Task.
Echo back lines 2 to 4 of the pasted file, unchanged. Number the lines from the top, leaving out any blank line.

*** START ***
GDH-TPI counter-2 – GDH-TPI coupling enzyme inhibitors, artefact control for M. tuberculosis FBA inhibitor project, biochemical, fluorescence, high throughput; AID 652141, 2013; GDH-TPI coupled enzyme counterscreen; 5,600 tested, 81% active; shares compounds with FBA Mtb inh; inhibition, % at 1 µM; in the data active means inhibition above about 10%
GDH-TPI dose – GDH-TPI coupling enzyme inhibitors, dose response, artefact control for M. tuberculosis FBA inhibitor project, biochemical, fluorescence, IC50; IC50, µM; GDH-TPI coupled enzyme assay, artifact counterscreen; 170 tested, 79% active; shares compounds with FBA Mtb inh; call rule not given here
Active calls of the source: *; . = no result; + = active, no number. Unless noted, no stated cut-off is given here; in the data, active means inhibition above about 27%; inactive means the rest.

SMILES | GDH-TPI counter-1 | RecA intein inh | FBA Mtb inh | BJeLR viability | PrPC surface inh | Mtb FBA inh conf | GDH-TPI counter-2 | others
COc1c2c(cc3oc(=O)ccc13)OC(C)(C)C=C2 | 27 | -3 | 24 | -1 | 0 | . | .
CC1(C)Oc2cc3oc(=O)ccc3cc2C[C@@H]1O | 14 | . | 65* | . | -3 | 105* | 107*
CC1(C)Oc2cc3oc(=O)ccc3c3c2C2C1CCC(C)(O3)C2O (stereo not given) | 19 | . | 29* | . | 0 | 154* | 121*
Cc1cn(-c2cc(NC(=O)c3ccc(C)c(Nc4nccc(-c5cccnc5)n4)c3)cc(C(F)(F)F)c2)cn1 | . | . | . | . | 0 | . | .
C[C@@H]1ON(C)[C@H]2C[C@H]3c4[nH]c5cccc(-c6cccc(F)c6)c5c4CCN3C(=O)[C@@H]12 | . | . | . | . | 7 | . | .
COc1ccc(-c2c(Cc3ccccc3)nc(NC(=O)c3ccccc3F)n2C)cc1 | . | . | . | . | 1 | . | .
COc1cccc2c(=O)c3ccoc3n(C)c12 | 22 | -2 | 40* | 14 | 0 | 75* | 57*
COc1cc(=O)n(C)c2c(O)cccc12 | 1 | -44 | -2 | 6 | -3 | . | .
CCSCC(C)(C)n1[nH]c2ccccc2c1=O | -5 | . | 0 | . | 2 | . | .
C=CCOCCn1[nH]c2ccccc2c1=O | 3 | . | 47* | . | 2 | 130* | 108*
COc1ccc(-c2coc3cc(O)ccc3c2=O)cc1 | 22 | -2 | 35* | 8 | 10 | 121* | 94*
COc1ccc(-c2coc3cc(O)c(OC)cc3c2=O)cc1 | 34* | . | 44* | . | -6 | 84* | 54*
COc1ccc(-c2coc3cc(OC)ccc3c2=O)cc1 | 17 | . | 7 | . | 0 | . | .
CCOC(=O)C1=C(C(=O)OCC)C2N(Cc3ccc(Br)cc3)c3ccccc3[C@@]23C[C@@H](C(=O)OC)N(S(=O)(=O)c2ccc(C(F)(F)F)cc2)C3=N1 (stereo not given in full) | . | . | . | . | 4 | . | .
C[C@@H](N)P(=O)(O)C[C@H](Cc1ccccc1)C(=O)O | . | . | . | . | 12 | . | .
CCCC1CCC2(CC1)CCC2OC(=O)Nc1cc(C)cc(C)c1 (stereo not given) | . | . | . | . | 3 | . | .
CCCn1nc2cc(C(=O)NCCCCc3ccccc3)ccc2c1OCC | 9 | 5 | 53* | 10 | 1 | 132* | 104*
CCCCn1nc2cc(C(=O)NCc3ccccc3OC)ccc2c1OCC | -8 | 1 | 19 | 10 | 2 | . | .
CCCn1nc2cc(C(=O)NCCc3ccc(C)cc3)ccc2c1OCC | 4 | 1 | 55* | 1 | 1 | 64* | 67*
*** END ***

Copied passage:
GDH-TPI dose – GDH-TPI coupling enzyme inhibitors, dose response, artefact control for M. tuberculosis FBA inhibitor project, biochemical, fluorescence, IC50; IC50, µM; GDH-TPI coupled enzyme assay, artifact counterscreen; 170 tested, 79% active; shares compounds with FBA Mtb inh; call rule not given here
Active calls of the source: *; . = no result; + = active, no number. Unless noted, no stated cut-off is given here; in the data, active means inhibition above about 27%; inactive means the rest.

SMILES | GDH-TPI counter-1 | RecA intein inh | FBA Mtb inh | BJeLR viability | PrPC surface inh | Mtb FBA inh conf | GDH-TPI counter-2 | others